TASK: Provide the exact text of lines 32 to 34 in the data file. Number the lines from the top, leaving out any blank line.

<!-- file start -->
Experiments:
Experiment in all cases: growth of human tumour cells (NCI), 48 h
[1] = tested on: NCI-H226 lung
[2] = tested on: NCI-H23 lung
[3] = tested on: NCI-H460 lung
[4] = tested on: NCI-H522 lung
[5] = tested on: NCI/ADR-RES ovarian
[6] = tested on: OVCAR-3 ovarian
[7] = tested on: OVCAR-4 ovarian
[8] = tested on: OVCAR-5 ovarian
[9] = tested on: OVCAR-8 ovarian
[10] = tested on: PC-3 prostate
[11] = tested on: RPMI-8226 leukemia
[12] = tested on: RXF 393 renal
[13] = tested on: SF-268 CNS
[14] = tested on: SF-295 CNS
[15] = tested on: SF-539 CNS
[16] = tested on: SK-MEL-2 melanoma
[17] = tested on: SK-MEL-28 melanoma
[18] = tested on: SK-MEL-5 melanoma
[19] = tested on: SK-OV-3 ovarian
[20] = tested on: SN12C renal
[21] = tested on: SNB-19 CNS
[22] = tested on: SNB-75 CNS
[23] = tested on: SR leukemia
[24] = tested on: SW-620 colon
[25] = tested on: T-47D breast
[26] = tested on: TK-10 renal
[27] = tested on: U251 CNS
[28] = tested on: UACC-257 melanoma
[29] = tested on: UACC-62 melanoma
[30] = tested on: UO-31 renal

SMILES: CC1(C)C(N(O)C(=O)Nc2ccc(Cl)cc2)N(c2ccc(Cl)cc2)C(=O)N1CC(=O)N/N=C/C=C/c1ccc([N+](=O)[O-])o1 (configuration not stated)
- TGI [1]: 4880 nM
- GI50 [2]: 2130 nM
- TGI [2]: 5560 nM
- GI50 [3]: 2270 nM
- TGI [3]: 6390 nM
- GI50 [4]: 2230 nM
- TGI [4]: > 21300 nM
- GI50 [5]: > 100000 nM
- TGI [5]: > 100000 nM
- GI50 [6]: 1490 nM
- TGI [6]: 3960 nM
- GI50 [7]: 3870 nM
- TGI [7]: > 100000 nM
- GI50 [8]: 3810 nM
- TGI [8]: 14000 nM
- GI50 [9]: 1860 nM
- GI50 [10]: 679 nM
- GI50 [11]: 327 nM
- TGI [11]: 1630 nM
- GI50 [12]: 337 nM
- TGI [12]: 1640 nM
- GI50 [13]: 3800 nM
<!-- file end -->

[30] = tested on: UO-31 renal

SMILES: CC1(C)C(N(O)C(=O)Nc2ccc(Cl)cc2)N(c2ccc(Cl)cc2)C(=O)N1CC(=O)N/N=C/C=C/c1ccc([N+](=O)[O-])o1 (configuration not stated)
- TGI [1]: 4880 nM